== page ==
Position Breakdown: Forwards

Dateline
Updated Sat, Nov 10, 2012 4:31 pm
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Ryan M. L. Young
Ivo Baltic (10 points) celebrates Ohio's win over Michigan in the 2012 NCAA Tournament.

Ohio’s backcourt has a large task, yes, but the frontcourt has challenges of its own. Defensive rebounding is perhaps the Bobcats’ biggest weak point, finishing ninth in the Mid-American Conference last season in defensive rebounds. (The ‘Cats were outrebounded by 33 in their Sweet Sixteen loss to North Carolina. Ouch.)

Ohio’s schedule features St. Bonaventure, who ranked 25th in the country in rebound margin last season. Oklahoma landed in the top 100. The Bobcats, on the other hand, ended the season 225th of 338 teams in rebound margin. Ohio’s rebound average dropped last season by two from 2010-2011.

“There’s no particular thing you can do to become a better rebounding team,” said head coach Jim Christian. “It’s learning how to do it. It’s being willing to do it and understanding the importance of it.

But rebounding is not the only task. Last season brought improvement on the offensive end from guys like Ivo Baltic and Reggie Keely, but the buckets were hardly flowing from the men of the paint. No forwards averaged double-digit points.

The Bobcats are undersized in the paint. That’s something that could be hard to fix. Putting on pounds isn’t effective without a parallel increase in vertical leap. None of the ‘Cats are getting taller any time soon. What can be improved is the skills to counteract such deficiencies: boxing out, jumpshooting, etc.

Again, as with the guards, the Bobcats bring everyone back to the frontcourt, save Kenny Belton and Ethan Jacobs. Questions loom large as to how the forwards will perform against an even tougher schedule than years past.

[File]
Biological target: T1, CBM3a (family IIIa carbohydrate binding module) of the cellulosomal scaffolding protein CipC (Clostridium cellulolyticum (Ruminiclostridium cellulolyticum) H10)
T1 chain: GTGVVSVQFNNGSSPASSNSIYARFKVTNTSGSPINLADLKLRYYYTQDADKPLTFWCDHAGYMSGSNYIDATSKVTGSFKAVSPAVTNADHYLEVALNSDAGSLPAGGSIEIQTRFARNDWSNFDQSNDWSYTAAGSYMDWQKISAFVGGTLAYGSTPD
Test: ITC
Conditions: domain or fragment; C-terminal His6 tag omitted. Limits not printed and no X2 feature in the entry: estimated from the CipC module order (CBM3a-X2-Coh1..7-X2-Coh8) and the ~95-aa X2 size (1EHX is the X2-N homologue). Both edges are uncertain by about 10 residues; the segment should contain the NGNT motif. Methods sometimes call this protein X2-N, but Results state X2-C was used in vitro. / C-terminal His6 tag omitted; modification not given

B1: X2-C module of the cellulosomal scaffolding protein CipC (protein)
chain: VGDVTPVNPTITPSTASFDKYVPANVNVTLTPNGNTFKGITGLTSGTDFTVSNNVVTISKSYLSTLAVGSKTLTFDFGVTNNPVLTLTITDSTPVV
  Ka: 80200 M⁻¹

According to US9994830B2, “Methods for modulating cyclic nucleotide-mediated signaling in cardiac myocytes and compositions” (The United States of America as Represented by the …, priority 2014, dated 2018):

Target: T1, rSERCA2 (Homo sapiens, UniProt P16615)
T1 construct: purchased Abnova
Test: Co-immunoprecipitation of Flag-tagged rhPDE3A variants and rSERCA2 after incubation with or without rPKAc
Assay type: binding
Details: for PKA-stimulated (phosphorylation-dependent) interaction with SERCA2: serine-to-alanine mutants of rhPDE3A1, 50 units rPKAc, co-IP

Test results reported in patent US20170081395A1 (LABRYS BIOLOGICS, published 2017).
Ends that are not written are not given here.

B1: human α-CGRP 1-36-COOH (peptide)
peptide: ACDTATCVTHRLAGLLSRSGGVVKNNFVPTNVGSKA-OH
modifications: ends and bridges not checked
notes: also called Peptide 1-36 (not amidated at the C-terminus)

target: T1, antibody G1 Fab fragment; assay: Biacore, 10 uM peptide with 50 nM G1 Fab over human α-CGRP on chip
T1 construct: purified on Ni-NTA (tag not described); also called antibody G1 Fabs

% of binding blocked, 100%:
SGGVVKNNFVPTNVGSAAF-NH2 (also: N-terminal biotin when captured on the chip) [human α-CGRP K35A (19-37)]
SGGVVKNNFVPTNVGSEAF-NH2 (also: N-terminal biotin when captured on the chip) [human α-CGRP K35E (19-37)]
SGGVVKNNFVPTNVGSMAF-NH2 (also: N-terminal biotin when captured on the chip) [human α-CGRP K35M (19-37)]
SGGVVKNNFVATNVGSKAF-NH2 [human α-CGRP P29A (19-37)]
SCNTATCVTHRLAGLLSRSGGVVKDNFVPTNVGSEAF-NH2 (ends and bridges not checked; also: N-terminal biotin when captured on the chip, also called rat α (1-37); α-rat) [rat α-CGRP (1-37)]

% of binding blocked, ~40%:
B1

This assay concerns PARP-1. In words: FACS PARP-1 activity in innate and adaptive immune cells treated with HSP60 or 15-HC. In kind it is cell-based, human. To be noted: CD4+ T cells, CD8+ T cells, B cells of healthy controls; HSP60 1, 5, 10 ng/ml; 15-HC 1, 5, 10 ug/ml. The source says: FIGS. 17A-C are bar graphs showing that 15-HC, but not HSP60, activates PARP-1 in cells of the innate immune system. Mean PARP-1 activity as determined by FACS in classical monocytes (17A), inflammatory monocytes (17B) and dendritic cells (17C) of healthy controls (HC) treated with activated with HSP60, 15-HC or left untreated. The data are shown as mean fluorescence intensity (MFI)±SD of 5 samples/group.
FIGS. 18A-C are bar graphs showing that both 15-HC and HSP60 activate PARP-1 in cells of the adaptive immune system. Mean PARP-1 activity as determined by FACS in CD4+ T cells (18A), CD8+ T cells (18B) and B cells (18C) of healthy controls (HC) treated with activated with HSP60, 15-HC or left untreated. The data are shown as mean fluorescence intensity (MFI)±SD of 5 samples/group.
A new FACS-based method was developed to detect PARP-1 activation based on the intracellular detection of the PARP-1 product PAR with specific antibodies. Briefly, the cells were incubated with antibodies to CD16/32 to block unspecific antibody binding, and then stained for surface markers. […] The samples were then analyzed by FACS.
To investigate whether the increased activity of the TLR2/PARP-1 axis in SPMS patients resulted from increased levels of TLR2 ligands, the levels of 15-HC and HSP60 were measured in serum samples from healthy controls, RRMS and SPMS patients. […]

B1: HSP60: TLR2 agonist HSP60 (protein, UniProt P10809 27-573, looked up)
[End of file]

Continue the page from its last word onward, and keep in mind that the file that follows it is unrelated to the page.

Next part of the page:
Ivo Baltic, Senior, 6’9”

When Ohio exited the NCAA Tournament at the conclusion of last season, Sports Illustrated’s Seth Davis’s Twitter-driven love affair with Ivo Baltic came to an end. While it may take tournament-esque performances from Baltic to recapture national attention, he remains the apple of Bobcat fans’ eyes.

One element of Baltic’s game fans saw improve before those very eyes as the season went on was his jumpshot, in particular the fade-away and his drive to the basket. Baltic has gotten both so good that it keeps defenders on their toes when he puts his back to the basket. A quick spin puts him in position to do either and both are lethal.

The problem with Baltic’s game is that he’s very selfless, which is a theme amongst many of Ohio’s players. He took fewer than eight shots per game last season, but showed his ability to explode when given the opportunity. He dropped 22 points on tournament regular Northern Iowa.

Baltic can hurt players on offense but has trouble defending taller guys and also rebounding. He led the Bobcats last season with just five rebounds per game – perhaps more evident of the bigger problem with the team. Baltic is the tallest player on Ohio’s roster and has great leaping ability. Positioning and a good deal of bad luck was the problem with his rebounding game, but is certainly a fixable issue.

Reggie Keely, Senior, 6’9”

Keely underwent a transformation in his game last season, improving as the team’s third leading scorer and second leading rebounder. Keely had previously been known solely for a dunk or a layup on occasion, but when he stepped out to 10 or 12 feet to shoot jumpers fans got nervous – that is until they saw he was making them and making them at a high percentage.